7 December 98


  Over coffee this morning I asked myself what I thought of The X-Files most recent offering (Area 51?-- Dreamland! ), now that I've seen part two. Last week, after part one, I felt... annoyance, but I reserved judgement, as one must. Today, having heard the whole tale, I think that, perhaps, tomorrow, with sufficient interpretive overlay, it may become a favorite...

However, today, standing alone on its own merits (or lack thereof), filtered by no more than my own unexamined splanchnic reaction to a story told, I find it... annoying.

Furthermore, today, it bothers me that there are people who will find the story laudably reasoned and motivated, who will invest it with subtleties undreamed by the authors, which will elevate what was demonstrably a sloppy piece of writing to a level it deserveth not.

And, lastly, it bothers me that, in future, when I watch the episode, and enjoy it, I will be enjoying it not for what it is in and of itself, but only for what it has become through infusions of my own and others fond wishes for excellence...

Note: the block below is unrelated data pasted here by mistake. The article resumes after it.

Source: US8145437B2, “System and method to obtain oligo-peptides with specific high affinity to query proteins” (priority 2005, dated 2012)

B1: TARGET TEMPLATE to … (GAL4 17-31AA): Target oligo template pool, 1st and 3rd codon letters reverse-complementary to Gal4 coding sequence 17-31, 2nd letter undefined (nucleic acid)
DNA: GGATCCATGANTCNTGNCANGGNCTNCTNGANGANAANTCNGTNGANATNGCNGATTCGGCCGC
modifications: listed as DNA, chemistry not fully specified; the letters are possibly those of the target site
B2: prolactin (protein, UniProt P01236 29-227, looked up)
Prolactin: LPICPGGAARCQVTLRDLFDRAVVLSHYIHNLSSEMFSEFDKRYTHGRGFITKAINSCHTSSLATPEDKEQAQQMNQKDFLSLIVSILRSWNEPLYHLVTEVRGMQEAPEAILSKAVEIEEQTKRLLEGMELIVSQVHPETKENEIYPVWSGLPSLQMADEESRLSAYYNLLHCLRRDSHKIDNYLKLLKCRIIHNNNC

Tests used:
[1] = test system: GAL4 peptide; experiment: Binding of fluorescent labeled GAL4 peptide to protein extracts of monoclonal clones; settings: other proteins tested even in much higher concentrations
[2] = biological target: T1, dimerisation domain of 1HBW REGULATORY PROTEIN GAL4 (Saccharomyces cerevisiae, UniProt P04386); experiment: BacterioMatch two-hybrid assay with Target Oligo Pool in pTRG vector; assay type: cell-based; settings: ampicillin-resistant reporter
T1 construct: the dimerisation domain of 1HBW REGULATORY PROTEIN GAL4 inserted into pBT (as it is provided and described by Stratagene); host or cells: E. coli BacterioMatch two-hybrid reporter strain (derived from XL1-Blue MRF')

But, that is the way of the Art of Storytelling. If the storyteller offends his listeners, nothing will redeem the story. But, if the storyteller elicits the goodwill of his listeners, they will do all the work of compensating for all shortcomings, errors, inconsistencies, and oversights. They will cross the t's and dot the i's, and praise the storyteller to the skies-- for everything he never accomplished. It's an amazing process, and it happens all the time. (Shakespeare was a hack, but 400 years of investing his work with meanings and nuances has made him a better writer than any other the ages have seen.*)

Bon chance, my fellow Storytellers! I hope your listeners like you!



Hands up, everyone who noticed that for one short scene in part one, Mulder had moved from apartment 42 to apartment 45.

* If you would read a subtle commentary on this phenomenon, you must get hold of a book titled The Thurb Revolution by Alexei Panshin. Note well what is said of the works of Mrs. Waldo Wintergood.

Reviews by Autumn Tysko:

[Dreamland]   [ Dreamland II]

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